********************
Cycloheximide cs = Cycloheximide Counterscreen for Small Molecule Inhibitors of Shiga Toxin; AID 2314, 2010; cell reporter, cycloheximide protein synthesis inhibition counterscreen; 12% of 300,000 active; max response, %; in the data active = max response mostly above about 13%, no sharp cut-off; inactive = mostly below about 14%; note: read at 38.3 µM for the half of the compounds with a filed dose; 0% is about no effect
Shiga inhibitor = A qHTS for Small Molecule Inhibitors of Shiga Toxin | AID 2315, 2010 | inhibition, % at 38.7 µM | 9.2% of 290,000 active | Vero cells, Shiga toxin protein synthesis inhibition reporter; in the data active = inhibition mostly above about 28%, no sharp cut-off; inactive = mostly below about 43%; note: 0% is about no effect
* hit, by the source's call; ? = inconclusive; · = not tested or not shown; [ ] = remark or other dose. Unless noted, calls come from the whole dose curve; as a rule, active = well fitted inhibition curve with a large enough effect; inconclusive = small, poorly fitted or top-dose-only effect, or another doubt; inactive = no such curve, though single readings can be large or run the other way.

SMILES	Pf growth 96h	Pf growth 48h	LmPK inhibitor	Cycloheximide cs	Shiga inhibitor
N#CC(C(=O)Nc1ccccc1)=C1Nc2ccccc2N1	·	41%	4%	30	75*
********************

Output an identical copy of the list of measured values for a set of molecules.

Cycloheximide cs = Cycloheximide Counterscreen for Small Molecule Inhibitors of Shiga Toxin; AID 2314, 2010; cell reporter, cycloheximide protein synthesis inhibition counterscreen; 12% of 300,000 active; max response, %; in the data active = max response mostly above about 13%, no sharp cut-off; inactive = mostly below about 14%; note: read at 38.3 µM for the half of the compounds with a filed dose; 0% is about no effect
Shiga inhibitor = A qHTS for Small Molecule Inhibitors of Shiga Toxin | AID 2315, 2010 | inhibition, % at 38.7 µM | 9.2% of 290,000 active | Vero cells, Shiga toxin protein synthesis inhibition reporter; in the data active = inhibition mostly above about 28%, no sharp cut-off; inactive = mostly below about 43%; note: 0% is about no effect
* hit, by the source's call; ? = inconclusive; · = not tested or not shown; [ ] = remark or other dose. Unless noted, calls come from the whole dose curve; as a rule, active = well fitted inhibition curve with a large enough effect; inconclusive = small, poorly fitted or top-dose-only effect, or another doubt; inactive = no such curve, though single readings can be large or run the other way.

SMILES	Pf growth 96h	Pf growth 48h	LmPK inhibitor	Cycloheximide cs	Shiga inhibitor
N#CC(C(=O)Nc1ccccc1)=C1Nc2ccccc2N1	·	41%	4%	30	75*